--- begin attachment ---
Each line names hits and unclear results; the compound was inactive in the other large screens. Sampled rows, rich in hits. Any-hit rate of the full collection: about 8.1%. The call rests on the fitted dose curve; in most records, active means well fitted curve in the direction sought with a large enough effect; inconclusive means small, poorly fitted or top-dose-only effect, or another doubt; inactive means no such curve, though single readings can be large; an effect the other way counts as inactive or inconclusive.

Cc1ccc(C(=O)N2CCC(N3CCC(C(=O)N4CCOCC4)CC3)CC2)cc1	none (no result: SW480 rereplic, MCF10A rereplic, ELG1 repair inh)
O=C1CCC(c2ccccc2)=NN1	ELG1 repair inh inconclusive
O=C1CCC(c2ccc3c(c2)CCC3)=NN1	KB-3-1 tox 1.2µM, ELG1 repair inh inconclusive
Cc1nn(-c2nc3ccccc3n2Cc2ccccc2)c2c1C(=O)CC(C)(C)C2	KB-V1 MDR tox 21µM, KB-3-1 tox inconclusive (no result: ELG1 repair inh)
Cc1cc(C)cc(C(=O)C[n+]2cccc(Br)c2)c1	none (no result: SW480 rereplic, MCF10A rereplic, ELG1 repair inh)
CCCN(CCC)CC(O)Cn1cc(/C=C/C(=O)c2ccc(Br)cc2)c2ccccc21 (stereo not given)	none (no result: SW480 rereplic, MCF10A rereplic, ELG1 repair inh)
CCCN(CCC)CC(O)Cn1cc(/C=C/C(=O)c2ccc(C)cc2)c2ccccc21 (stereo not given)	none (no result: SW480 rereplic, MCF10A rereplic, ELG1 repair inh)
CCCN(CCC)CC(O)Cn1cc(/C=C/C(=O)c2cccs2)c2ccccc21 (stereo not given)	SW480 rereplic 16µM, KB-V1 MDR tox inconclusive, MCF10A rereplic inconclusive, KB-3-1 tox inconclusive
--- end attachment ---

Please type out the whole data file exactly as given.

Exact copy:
Each line names hits and unclear results; the compound was inactive in the other large screens. Sampled rows, rich in hits. Any-hit rate of the full collection: about 8.1%. The call rests on the fitted dose curve; in most records, active means well fitted curve in the direction sought with a large enough effect; inconclusive means small, poorly fitted or top-dose-only effect, or another doubt; inactive means no such curve, though single readings can be large; an effect the other way counts as inactive or inconclusive.

Cc1ccc(C(=O)N2CCC(N3CCC(C(=O)N4CCOCC4)CC3)CC2)cc1	none (no result: SW480 rereplic, MCF10A rereplic, ELG1 repair inh)
O=C1CCC(c2ccccc2)=NN1	ELG1 repair inh inconclusive
O=C1CCC(c2ccc3c(c2)CCC3)=NN1	KB-3-1 tox 1.2µM, ELG1 repair inh inconclusive
Cc1nn(-c2nc3ccccc3n2Cc2ccccc2)c2c1C(=O)CC(C)(C)C2	KB-V1 MDR tox 21µM, KB-3-1 tox inconclusive (no result: ELG1 repair inh)
Cc1cc(C)cc(C(=O)C[n+]2cccc(Br)c2)c1	none (no result: SW480 rereplic, MCF10A rereplic, ELG1 repair inh)
CCCN(CCC)CC(O)Cn1cc(/C=C/C(=O)c2ccc(Br)cc2)c2ccccc21 (stereo not given)	none (no result: SW480 rereplic, MCF10A rereplic, ELG1 repair inh)
CCCN(CCC)CC(O)Cn1cc(/C=C/C(=O)c2ccc(C)cc2)c2ccccc21 (stereo not given)	none (no result: SW480 rereplic, MCF10A rereplic, ELG1 repair inh)
CCCN(CCC)CC(O)Cn1cc(/C=C/C(=O)c2cccs2)c2ccccc21 (stereo not given)	SW480 rereplic 16µM, KB-V1 MDR tox inconclusive, MCF10A rereplic inconclusive, KB-3-1 tox inconclusive